The Anti-Hollywood
Boca Raton Magazine, Nov 13th 2013
By John Thomason

Artist Eileen Cowin unveiled her video installation “It’s So Good to See You,” part of the Norton Museum of Art’s new “L.A. Stories” exhibition, back in 1999, a year after “The Truman Show” was released. That movie’s prescience in communicating our nascent obsession with reality stars and its evocation of a world, simulated or otherwise, under constant surveillance has made it a modern classic and even a real-life mental-health landmark.

The Truman Show Delusion has since been accepted by much of the psychiatric community to describe individuals who believe they are being secretly filmed in a reality series, and the faces captured in “It’s So Good to See You” seem like prime candidates for such a diagnosis – self-actualizing prisoners in a post-“Truman” world. The installation features four old boxy televisions propped on industrial stands and VCRs each playing a different looped video shot by Cowin. The images are as commonplace and static as Andy Warhol’s deliberately banal shorts: A man showers, a woman sleeps, a girl brushes her teeth, and a couple kisses. But the longer Cowin films, the more they seem to register their awareness of her camera – staring into it, through it and through us, perhaps. They begin as ciphers and gradually become our violated friends and neighbors. The more penetrating their stare, the more shameful we feel watching their private lives.

“It’s So Good to See You” is the most compelling video piece in this small but illuminating exhibition, but why? What is it about these mundane images that so transfixes us? Is it just because they are televised, and we’re programmed to treat them as entertainment? These are uncomfortable questions, and the artists in “L.A. Stories” leave it up to us to come up with the answers. While it’s nice that a mainstream movie like “The Truman Show” broached topics like these, they find a snug and appropriate home in the context of an art museum, mostly conveying their messages in bursts of footage running no longer than 10 minutes.

Cowin’s second piece in the exhibition, titled “Pants on Fire,” uses the medium of video to right a personal four-decade-long wrong: The artist documents a phone call to her high-school art teacher in which she confesses that a drawing she had said was inspired by family portraits was instead a copy of Dorothea Lange’s famous photograph, “Migrant Mother.” Cowin’s reasons for co-opting the photo, for lying about her drawing’s provenance, and for admitting her indiscretion 40 years later are as enigmatic as “Migrant Mother” itself, but they speaks to the transcendent allure of photography – the desire to escape into others’ lives, which remains the appeal of many moving pictures since the invention of the Kinetoscope.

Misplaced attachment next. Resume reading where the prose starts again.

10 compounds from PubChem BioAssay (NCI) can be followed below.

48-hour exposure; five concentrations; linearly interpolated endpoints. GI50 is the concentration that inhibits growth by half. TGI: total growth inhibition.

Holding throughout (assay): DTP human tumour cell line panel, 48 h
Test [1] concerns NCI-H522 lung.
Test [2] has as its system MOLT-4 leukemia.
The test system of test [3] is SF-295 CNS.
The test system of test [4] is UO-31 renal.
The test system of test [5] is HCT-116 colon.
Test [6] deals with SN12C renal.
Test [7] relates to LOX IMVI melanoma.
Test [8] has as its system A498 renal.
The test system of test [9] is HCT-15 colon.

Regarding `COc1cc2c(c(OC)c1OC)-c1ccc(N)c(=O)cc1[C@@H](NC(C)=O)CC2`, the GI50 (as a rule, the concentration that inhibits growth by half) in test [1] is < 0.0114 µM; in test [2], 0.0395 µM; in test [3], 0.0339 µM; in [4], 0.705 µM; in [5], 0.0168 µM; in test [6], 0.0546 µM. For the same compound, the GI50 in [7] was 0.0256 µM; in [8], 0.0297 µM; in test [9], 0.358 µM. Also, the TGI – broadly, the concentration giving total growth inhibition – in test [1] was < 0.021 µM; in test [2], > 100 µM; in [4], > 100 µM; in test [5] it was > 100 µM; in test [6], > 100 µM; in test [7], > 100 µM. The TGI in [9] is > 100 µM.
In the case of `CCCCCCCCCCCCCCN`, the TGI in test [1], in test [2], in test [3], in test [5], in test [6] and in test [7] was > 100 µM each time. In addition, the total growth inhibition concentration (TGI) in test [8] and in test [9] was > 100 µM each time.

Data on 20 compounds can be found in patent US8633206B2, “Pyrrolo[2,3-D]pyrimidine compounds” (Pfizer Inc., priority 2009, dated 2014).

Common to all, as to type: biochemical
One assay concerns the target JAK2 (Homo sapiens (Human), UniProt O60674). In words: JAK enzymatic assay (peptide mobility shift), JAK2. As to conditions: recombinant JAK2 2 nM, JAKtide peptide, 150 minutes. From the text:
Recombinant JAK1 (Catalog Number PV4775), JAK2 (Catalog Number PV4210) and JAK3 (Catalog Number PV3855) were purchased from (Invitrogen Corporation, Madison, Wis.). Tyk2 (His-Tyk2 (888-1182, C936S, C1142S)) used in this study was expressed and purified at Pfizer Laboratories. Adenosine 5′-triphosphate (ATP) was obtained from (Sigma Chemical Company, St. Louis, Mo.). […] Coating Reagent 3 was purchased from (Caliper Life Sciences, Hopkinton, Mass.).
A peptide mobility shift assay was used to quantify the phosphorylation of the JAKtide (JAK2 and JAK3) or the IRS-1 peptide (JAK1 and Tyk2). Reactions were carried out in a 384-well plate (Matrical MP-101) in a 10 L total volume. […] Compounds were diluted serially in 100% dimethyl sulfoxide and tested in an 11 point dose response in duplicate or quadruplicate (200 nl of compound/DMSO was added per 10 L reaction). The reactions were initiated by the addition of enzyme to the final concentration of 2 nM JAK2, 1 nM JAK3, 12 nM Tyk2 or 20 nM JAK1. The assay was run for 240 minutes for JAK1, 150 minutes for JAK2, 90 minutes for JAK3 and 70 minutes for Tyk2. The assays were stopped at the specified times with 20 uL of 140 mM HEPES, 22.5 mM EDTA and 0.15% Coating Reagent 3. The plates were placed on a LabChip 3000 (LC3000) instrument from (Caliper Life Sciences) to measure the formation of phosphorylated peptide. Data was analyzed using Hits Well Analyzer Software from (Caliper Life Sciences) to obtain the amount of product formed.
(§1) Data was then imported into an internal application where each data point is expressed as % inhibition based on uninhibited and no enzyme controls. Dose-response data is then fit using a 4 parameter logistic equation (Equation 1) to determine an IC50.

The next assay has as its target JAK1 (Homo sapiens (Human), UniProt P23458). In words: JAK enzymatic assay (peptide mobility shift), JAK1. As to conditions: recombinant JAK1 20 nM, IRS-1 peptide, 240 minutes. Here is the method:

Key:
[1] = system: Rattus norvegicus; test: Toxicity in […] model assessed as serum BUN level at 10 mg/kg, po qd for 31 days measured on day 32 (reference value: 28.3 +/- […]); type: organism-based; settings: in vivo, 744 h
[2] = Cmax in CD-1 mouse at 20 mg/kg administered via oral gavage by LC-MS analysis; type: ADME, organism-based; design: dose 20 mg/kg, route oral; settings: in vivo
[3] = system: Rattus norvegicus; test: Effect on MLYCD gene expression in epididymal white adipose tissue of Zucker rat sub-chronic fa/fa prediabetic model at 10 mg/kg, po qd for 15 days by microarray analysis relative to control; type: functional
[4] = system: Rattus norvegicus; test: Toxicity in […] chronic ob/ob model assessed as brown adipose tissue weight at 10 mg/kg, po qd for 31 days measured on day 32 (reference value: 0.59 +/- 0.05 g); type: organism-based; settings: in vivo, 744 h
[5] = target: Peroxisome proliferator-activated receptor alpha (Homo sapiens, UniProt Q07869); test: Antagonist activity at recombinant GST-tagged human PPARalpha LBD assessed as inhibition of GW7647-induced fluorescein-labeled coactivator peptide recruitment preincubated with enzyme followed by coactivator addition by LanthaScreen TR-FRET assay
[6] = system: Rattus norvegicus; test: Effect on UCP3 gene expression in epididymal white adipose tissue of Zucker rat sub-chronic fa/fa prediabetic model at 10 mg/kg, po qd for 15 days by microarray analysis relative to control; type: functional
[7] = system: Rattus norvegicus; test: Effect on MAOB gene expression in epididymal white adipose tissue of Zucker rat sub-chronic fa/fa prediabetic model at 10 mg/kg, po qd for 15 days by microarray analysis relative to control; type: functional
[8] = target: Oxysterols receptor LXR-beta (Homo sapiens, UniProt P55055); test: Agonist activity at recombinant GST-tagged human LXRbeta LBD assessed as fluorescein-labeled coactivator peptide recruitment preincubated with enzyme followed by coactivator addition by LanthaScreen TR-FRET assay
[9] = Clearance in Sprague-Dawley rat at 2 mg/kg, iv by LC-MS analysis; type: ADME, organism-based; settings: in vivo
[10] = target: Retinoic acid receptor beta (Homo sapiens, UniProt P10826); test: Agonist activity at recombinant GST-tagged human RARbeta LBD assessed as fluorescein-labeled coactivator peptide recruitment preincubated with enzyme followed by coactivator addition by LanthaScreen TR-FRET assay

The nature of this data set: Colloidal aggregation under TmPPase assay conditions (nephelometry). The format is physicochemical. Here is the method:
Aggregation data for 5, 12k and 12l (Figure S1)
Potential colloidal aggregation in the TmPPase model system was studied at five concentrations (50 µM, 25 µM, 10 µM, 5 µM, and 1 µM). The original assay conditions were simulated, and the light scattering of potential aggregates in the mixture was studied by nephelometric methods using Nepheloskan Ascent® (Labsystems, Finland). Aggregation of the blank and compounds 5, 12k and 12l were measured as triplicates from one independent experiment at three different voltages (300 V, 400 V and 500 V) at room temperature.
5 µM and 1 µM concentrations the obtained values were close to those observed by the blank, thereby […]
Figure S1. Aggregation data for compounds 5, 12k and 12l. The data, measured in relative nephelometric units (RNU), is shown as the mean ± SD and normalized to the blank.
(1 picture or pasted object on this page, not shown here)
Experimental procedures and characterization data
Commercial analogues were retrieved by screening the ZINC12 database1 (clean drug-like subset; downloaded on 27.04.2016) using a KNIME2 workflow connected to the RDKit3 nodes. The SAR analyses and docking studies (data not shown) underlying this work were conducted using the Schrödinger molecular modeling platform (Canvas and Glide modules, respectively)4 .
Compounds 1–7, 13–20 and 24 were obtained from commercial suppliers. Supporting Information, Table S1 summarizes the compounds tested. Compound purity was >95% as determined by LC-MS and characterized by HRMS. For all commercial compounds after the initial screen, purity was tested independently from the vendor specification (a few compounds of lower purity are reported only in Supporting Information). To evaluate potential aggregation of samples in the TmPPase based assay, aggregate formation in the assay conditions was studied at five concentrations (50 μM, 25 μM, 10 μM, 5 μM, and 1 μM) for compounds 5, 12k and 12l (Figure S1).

Other works in the exhibition cover wide thematic terrain. Julie Orser’s “Double Bind” follows a perfect ‘50s housewife in her perfectly color-coded home – her apron even matches the yellow walls of her kitchen – whose life is a cycle of domestic drudgery. She becomes obsessed with another woman – perhaps her in another reality – who lives in a mysteriously monochrome universe as a femme fatale. Orser uses editing wipes to oscillate between these two lifetimes, offering a feminist appraisal of common female archetypes in cinema.

In his text accompanying the exhibition, curator Tim Wride mentions the influences of filmmakers Douglas Sirk and Alfred Hitchcock on Orser’s work. Both are accurate – especially the latter’s dark fever dream “Marnie” – but so are Chantal Akerman’s domestic polemic “Jeanne Dielman” and David Lynch’s dually existential “Mulholland Dr.,” an L.A. story if there ever was one. “Double Bind” is an amazing piece of cinephilic referentiality that is seemingly without beginning and without end; join the loop at any time.

If “Double Bind” plays like an endless reel, Judy Fiskin’s “The End of Photography” captures the end of reels altogether. The video shows ancient black-and-white footage of buildings and cityscapes, while Fiskin’s voice-over catalogs the extinction of so many image-making accoutrements, one element at a time: film canisters, darkrooms, black-and-white negatives, and so forth. Even the footage Fiskin employed for this movie was originally shot on Super-8 film and had to be converted to digital video.
Of course, it’s only natural; if we’re going to watch and be watched 24/7, who has the time and ability to process film?